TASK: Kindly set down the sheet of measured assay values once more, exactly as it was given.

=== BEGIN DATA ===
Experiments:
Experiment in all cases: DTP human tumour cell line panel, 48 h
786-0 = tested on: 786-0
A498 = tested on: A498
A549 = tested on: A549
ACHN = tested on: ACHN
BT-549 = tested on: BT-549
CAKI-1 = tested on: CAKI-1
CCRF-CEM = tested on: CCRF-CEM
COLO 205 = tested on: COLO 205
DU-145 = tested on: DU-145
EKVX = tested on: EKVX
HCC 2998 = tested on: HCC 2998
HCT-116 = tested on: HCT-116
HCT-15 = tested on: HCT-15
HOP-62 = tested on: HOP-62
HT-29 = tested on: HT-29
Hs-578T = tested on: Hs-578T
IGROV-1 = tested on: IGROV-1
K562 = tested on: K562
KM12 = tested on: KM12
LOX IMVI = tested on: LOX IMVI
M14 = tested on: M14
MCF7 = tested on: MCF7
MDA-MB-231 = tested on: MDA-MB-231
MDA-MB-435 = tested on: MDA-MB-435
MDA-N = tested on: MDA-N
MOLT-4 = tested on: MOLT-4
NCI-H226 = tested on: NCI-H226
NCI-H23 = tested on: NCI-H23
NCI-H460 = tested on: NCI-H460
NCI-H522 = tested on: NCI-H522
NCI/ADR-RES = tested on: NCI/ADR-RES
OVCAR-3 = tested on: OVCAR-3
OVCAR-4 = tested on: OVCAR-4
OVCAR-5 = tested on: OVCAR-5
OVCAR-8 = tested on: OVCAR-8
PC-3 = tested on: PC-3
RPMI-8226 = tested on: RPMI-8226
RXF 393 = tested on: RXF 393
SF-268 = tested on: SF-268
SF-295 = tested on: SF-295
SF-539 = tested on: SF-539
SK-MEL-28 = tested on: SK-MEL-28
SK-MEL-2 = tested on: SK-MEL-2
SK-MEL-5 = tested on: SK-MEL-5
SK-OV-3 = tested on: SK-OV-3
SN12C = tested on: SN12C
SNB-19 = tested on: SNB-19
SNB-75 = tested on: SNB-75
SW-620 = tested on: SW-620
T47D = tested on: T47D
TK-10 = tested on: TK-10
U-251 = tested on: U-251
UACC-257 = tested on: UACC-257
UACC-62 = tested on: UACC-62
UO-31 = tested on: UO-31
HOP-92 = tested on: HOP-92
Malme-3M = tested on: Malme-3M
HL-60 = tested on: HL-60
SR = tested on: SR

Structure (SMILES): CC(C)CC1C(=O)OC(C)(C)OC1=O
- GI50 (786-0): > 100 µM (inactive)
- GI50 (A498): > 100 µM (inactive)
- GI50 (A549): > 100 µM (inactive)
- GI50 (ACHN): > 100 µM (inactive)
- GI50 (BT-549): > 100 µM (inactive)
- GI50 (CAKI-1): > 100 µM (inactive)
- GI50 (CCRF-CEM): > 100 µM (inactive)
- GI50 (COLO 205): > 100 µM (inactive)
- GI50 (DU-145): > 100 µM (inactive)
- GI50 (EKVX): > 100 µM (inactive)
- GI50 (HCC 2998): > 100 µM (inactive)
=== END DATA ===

Experiments:
Experiment in all cases: DTP human tumour cell line panel, 48 h
786-0 = tested on: 786-0
A498 = tested on: A498
A549 = tested on: A549
ACHN = tested on: ACHN
BT-549 = tested on: BT-549
CAKI-1 = tested on: CAKI-1
CCRF-CEM = tested on: CCRF-CEM
COLO 205 = tested on: COLO 205
DU-145 = tested on: DU-145
EKVX = tested on: EKVX
HCC 2998 = tested on: HCC 2998
HCT-116 = tested on: HCT-116
HCT-15 = tested on: HCT-15
HOP-62 = tested on: HOP-62
HT-29 = tested on: HT-29
Hs-578T = tested on: Hs-578T
IGROV-1 = tested on: IGROV-1
K562 = tested on: K562
KM12 = tested on: KM12
LOX IMVI = tested on: LOX IMVI
M14 = tested on: M14
MCF7 = tested on: MCF7
MDA-MB-231 = tested on: MDA-MB-231
MDA-MB-435 = tested on: MDA-MB-435
MDA-N = tested on: MDA-N
MOLT-4 = tested on: MOLT-4
NCI-H226 = tested on: NCI-H226
NCI-H23 = tested on: NCI-H23
NCI-H460 = tested on: NCI-H460
NCI-H522 = tested on: NCI-H522
NCI/ADR-RES = tested on: NCI/ADR-RES
OVCAR-3 = tested on: OVCAR-3
OVCAR-4 = tested on: OVCAR-4
OVCAR-5 = tested on: OVCAR-5
OVCAR-8 = tested on: OVCAR-8
PC-3 = tested on: PC-3
RPMI-8226 = tested on: RPMI-8226
RXF 393 = tested on: RXF 393
SF-268 = tested on: SF-268
SF-295 = tested on: SF-295
SF-539 = tested on: SF-539
SK-MEL-28 = tested on: SK-MEL-28
SK-MEL-2 = tested on: SK-MEL-2
SK-MEL-5 = tested on: SK-MEL-5
SK-OV-3 = tested on: SK-OV-3
SN12C = tested on: SN12C
SNB-19 = tested on: SNB-19
SNB-75 = tested on: SNB-75
SW-620 = tested on: SW-620
T47D = tested on: T47D
TK-10 = tested on: TK-10
U-251 = tested on: U-251
UACC-257 = tested on: UACC-257
UACC-62 = tested on: UACC-62
UO-31 = tested on: UO-31
HOP-92 = tested on: HOP-92
Malme-3M = tested on: Malme-3M
HL-60 = tested on: HL-60
SR = tested on: SR

Structure (SMILES): CC(C)CC1C(=O)OC(C)(C)OC1=O
- GI50 (786-0): > 100 µM (inactive)
- GI50 (A498): > 100 µM (inactive)
- GI50 (A549): > 100 µM (inactive)
- GI50 (ACHN): > 100 µM (inactive)
- GI50 (BT-549): > 100 µM (inactive)
- GI50 (CAKI-1): > 100 µM (inactive)
- GI50 (CCRF-CEM): > 100 µM (inactive)
- GI50 (COLO 205): > 100 µM (inactive)
- GI50 (DU-145): > 100 µM (inactive)
- GI50 (EKVX): > 100 µM (inactive)
- GI50 (HCC 2998): > 100 µM (inactive)